Comedy is a genre of film in which the main emphasis is on humor. These films are designed to make the audience laugh through amusement and most often work by exaggerating characteristics for humorous effect. Films in this style traditionally have a happy ending (black comedy being an exception). One of the oldest genres in film, some of the very first silent movies were comedies, as slapstick comedy often relies on visual depictions, without requiring sound. When sound films became more prevalent during the 1920s, comedy films took another swing, as laughter could result from burlesque situations but also dialogue.
- Americanization of Emily, The - 1964 Oscar-nominated film written by Paddy Chayefsky
- Bananas - 1971 Woody Allen comedy about populist revolutions in Latin America
- Castle, The - 1997 movie about a family fighting for their home against corporate and government interests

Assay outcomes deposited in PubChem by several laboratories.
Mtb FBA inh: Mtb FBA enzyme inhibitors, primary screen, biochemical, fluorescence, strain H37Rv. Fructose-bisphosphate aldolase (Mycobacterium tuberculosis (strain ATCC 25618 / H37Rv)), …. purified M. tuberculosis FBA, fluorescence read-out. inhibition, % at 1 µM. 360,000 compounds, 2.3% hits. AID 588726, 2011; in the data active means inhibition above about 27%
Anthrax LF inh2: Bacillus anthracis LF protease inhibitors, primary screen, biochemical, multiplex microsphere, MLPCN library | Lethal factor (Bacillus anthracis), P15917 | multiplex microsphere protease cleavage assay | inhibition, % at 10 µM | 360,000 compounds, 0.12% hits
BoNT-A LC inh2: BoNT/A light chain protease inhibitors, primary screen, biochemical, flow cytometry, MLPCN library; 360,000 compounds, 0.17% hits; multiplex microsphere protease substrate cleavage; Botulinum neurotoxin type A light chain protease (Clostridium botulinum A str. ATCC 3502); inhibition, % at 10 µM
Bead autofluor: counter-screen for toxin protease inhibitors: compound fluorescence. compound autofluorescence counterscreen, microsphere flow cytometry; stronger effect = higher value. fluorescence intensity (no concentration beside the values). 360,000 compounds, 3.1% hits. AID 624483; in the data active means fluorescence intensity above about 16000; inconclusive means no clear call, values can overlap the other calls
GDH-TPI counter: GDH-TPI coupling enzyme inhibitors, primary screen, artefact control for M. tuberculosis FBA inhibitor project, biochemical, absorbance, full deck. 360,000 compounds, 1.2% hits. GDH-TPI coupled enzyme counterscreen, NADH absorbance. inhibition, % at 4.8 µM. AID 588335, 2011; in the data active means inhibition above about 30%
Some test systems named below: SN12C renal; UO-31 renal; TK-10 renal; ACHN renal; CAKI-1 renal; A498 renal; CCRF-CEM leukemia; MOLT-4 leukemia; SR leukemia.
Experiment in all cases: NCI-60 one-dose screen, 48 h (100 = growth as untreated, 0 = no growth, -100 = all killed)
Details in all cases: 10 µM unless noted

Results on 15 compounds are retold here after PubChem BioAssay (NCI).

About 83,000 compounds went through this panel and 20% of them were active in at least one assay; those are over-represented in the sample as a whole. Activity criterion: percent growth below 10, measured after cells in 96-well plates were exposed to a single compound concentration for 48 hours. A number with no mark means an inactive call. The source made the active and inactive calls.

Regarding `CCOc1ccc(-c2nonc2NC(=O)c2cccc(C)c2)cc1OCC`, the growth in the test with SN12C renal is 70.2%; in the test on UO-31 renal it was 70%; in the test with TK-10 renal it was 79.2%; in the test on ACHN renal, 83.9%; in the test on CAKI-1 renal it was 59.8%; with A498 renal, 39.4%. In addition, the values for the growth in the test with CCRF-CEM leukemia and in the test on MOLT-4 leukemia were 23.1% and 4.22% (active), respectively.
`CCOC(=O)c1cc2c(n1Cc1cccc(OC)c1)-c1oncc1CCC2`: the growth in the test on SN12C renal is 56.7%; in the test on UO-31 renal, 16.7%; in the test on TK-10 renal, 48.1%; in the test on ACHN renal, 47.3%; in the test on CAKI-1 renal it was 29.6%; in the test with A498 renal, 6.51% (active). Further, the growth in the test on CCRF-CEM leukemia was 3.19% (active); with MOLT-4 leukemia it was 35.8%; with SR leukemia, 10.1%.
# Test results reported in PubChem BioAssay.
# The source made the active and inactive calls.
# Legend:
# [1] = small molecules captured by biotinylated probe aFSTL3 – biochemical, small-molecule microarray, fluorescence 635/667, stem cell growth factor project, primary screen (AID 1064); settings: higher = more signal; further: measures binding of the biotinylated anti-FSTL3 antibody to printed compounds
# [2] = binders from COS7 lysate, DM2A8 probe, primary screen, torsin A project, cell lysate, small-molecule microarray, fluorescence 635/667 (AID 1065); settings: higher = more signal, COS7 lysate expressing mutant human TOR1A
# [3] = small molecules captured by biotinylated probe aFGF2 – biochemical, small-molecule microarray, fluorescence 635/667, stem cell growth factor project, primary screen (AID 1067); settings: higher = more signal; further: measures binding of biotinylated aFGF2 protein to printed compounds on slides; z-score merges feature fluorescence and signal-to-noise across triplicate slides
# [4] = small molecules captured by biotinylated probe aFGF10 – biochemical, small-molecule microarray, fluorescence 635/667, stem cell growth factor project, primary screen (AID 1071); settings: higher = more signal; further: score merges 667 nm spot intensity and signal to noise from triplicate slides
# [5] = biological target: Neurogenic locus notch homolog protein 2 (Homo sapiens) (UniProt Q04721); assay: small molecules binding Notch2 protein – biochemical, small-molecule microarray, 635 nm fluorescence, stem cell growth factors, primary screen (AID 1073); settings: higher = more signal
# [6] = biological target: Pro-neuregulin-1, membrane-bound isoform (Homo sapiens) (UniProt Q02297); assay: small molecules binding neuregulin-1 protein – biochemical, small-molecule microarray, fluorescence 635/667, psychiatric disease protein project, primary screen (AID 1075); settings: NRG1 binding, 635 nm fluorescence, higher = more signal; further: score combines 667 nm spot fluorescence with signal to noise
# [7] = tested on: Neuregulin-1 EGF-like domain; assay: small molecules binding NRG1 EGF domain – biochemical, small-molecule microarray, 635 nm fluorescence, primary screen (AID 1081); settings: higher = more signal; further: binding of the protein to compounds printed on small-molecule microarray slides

- Dr. Strangelove - 1964 Cold War satire film directed by Stanley Kubrick
- Duck Soup - 1933 Marx Brothers comedy about the fictional country of Freedonia
- Election - 1999 movie about high school elections, "overachievers" and ethical and moral choices
- Harry's War - 1981 satire film written and directed by Kieth Merrill and starring Edward Herrmann
- Mouse that Roared, The - 1959 Cold War comedy starring Peter Sellers
- Ninotchka - 1939 romantic comedy starring Greta Garbo
- Quiet Man, The - 1952 Oscar-winning movie starring John Wayne and Maureen O'Hara
- Sleeper - 1973 science fiction comedy starring Woody Allen and Diane Keaton
- Wag the Dog - 1997 Barry Levinson film about spin doctoring a political scandal
- What About Bob? - 1991 comedy movie about a psychiatrist and his patient
The introductory paragraph uses material from the Wikipedia article "Comedy film" as of 10 Oct 2018, which is released under the Creative Commons Attribution-Share-Alike License 3.0.